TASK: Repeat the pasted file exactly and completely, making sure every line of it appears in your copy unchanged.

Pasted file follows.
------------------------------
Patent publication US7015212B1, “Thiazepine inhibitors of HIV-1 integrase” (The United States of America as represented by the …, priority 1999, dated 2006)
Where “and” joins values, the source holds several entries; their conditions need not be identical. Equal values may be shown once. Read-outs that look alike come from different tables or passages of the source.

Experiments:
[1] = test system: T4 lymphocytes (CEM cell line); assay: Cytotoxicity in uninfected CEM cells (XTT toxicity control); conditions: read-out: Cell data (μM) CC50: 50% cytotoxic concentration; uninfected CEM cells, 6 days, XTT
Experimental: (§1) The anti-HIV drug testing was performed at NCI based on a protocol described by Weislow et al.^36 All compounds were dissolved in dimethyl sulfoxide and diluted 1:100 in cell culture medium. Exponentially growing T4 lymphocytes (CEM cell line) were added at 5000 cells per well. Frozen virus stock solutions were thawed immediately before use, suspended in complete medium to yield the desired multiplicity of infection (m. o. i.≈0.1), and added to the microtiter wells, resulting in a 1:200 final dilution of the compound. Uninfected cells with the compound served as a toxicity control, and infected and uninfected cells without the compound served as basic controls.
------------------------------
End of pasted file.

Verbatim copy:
Patent publication US7015212B1, “Thiazepine inhibitors of HIV-1 integrase” (The United States of America as represented by the …, priority 1999, dated 2006)
Where “and” joins values, the source holds several entries; their conditions need not be identical. Equal values may be shown once. Read-outs that look alike come from different tables or passages of the source.

Experiments:
[1] = test system: T4 lymphocytes (CEM cell line); assay: Cytotoxicity in uninfected CEM cells (XTT toxicity control); conditions: read-out: Cell data (μM) CC50: 50% cytotoxic concentration; uninfected CEM cells, 6 days, XTT
Experimental: (§1) The anti-HIV drug testing was performed at NCI based on a protocol described by Weislow et al.^36 All compounds were dissolved in dimethyl sulfoxide and diluted 1:100 in cell culture medium. Exponentially growing T4 lymphocytes (CEM cell line) were added at 5000 cells per well. Frozen virus stock solutions were thawed immediately before use, suspended in complete medium to yield the desired multiplicity of infection (m. o. i.≈0.1), and added to the microtiter wells, resulting in a 1:200 final dilution of the compound. Uninfected cells with the compound served as a toxicity control, and infected and uninfected cells without the compound served as basic controls.